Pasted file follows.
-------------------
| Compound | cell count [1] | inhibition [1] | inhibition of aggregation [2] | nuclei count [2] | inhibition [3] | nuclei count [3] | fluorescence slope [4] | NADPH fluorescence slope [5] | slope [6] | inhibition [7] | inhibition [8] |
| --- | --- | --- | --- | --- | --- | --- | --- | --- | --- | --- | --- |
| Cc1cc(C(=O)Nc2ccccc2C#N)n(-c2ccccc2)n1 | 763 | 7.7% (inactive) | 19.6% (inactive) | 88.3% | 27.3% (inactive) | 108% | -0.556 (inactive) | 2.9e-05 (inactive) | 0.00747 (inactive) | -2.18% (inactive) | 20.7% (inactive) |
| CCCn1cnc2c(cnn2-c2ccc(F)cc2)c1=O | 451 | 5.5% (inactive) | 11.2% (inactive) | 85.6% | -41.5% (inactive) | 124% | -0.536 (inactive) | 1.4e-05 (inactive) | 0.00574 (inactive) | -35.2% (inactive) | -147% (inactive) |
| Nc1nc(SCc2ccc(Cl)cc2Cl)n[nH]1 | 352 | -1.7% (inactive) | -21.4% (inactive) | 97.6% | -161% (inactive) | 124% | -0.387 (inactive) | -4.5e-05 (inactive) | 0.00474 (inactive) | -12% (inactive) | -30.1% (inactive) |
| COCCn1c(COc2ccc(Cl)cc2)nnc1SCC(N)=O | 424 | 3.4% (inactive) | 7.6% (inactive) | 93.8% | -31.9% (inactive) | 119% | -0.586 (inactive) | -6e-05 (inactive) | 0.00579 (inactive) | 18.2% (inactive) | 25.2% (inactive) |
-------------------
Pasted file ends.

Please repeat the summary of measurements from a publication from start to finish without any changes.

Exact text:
| Compound | cell count [1] | inhibition [1] | inhibition of aggregation [2] | nuclei count [2] | inhibition [3] | nuclei count [3] | fluorescence slope [4] | NADPH fluorescence slope [5] | slope [6] | inhibition [7] | inhibition [8] |
| --- | --- | --- | --- | --- | --- | --- | --- | --- | --- | --- | --- |
| Cc1cc(C(=O)Nc2ccccc2C#N)n(-c2ccccc2)n1 | 763 | 7.7% (inactive) | 19.6% (inactive) | 88.3% | 27.3% (inactive) | 108% | -0.556 (inactive) | 2.9e-05 (inactive) | 0.00747 (inactive) | -2.18% (inactive) | 20.7% (inactive) |
| CCCn1cnc2c(cnn2-c2ccc(F)cc2)c1=O | 451 | 5.5% (inactive) | 11.2% (inactive) | 85.6% | -41.5% (inactive) | 124% | -0.536 (inactive) | 1.4e-05 (inactive) | 0.00574 (inactive) | -35.2% (inactive) | -147% (inactive) |
| Nc1nc(SCc2ccc(Cl)cc2Cl)n[nH]1 | 352 | -1.7% (inactive) | -21.4% (inactive) | 97.6% | -161% (inactive) | 124% | -0.387 (inactive) | -4.5e-05 (inactive) | 0.00474 (inactive) | -12% (inactive) | -30.1% (inactive) |
| COCCn1c(COc2ccc(Cl)cc2)nnc1SCC(N)=O | 424 | 3.4% (inactive) | 7.6% (inactive) | 93.8% | -31.9% (inactive) | 119% | -0.586 (inactive) | -6e-05 (inactive) | 0.00579 (inactive) | 18.2% (inactive) | 25.2% (inactive) |